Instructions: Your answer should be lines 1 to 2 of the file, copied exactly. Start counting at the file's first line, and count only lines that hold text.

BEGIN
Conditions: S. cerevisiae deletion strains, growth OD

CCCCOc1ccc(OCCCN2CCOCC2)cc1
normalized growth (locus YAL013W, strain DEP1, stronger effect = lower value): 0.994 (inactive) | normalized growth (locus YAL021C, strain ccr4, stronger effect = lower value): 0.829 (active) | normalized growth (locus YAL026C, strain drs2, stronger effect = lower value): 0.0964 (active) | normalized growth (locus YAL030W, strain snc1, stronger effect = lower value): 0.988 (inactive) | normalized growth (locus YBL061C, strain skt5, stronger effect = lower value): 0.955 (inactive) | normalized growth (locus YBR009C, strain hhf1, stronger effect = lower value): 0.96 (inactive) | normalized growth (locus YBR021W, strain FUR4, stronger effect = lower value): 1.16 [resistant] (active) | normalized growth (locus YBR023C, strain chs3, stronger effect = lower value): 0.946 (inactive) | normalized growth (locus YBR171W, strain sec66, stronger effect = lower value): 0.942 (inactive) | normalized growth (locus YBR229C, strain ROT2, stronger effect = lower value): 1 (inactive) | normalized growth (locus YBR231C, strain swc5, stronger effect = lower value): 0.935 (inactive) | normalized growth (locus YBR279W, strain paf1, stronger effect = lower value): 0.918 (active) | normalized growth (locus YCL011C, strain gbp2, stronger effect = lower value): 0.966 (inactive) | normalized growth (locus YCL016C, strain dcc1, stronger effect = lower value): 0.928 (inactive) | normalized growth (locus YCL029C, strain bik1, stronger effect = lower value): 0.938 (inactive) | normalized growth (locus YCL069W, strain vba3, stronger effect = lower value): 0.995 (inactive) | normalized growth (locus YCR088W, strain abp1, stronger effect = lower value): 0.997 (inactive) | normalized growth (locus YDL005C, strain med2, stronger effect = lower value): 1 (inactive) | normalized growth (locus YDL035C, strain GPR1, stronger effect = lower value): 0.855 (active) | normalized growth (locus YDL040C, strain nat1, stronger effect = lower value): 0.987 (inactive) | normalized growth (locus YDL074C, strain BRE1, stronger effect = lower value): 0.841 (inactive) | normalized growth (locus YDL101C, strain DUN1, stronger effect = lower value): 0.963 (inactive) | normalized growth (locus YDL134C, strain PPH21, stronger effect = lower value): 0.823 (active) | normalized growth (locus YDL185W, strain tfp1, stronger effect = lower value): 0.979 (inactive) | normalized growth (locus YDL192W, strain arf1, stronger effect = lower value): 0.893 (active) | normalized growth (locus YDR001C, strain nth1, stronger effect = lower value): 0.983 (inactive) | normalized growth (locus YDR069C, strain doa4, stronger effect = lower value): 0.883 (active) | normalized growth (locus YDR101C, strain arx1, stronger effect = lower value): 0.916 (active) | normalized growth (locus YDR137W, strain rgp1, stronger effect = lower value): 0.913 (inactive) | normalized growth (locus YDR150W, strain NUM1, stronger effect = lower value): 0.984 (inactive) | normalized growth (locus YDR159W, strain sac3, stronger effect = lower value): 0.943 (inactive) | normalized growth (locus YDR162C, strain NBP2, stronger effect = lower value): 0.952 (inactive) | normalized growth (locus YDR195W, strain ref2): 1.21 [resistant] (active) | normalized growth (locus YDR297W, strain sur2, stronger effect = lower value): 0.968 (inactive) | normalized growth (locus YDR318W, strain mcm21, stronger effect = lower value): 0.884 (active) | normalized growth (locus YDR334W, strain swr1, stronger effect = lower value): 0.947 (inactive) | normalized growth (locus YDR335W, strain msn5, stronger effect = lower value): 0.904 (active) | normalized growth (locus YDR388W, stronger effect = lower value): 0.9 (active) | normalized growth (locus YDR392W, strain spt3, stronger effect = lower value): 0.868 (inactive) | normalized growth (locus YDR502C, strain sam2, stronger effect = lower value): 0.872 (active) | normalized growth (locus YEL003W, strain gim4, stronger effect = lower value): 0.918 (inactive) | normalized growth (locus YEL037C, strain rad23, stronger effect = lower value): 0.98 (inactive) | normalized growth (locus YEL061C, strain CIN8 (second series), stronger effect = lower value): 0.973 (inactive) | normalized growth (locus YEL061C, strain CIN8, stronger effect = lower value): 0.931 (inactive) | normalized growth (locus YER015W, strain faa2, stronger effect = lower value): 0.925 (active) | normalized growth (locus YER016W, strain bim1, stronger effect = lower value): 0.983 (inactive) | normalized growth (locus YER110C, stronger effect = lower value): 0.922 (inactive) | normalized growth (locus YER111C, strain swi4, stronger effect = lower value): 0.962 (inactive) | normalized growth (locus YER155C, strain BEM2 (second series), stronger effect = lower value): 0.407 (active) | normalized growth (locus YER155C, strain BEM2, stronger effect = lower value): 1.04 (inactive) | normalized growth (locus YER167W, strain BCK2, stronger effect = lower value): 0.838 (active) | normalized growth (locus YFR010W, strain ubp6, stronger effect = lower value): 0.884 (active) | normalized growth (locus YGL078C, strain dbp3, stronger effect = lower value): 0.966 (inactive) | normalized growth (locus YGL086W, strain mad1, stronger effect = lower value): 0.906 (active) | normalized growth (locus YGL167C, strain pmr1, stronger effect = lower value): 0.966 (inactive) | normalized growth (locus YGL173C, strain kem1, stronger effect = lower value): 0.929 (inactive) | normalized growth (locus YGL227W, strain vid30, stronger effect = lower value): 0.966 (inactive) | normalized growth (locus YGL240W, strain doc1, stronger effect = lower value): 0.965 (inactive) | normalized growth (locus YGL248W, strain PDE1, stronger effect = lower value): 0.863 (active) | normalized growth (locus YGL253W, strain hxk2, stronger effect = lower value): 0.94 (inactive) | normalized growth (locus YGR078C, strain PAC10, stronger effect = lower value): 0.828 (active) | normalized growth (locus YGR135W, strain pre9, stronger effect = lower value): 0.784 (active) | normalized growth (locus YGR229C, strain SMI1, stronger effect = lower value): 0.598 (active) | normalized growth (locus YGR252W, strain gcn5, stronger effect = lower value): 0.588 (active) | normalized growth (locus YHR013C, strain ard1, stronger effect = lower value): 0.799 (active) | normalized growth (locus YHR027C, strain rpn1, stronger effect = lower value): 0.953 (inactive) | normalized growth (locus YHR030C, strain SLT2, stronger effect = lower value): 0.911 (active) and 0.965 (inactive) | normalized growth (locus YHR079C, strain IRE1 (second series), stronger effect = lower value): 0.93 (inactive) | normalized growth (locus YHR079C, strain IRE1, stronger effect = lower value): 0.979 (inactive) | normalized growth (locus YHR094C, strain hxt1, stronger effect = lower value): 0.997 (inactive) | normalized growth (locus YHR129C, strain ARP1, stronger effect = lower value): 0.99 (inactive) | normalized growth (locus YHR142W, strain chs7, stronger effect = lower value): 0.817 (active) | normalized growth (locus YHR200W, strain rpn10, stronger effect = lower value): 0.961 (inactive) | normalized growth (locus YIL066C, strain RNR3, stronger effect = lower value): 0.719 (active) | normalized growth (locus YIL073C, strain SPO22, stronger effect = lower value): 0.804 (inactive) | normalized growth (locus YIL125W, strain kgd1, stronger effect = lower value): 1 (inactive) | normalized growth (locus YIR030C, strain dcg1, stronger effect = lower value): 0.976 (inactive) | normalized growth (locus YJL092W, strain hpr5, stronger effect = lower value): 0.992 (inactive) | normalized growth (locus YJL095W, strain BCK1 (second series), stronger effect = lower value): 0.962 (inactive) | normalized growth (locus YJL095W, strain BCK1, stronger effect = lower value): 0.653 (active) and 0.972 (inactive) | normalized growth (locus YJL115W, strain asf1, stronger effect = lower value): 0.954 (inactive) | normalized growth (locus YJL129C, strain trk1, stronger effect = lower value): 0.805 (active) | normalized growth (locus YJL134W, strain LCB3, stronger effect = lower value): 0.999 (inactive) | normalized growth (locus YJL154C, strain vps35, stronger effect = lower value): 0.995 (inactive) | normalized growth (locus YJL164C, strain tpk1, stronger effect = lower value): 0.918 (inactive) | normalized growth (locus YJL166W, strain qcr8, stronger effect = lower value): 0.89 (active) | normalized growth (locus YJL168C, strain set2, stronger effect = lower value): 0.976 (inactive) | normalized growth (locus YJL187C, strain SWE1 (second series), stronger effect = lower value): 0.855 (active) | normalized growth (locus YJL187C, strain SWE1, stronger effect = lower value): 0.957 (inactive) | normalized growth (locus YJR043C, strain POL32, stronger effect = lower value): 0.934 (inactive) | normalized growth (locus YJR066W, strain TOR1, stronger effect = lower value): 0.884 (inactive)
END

Conditions: S. cerevisiae deletion strains, growth OD

CCCCOc1ccc(OCCCN2CCOCC2)cc1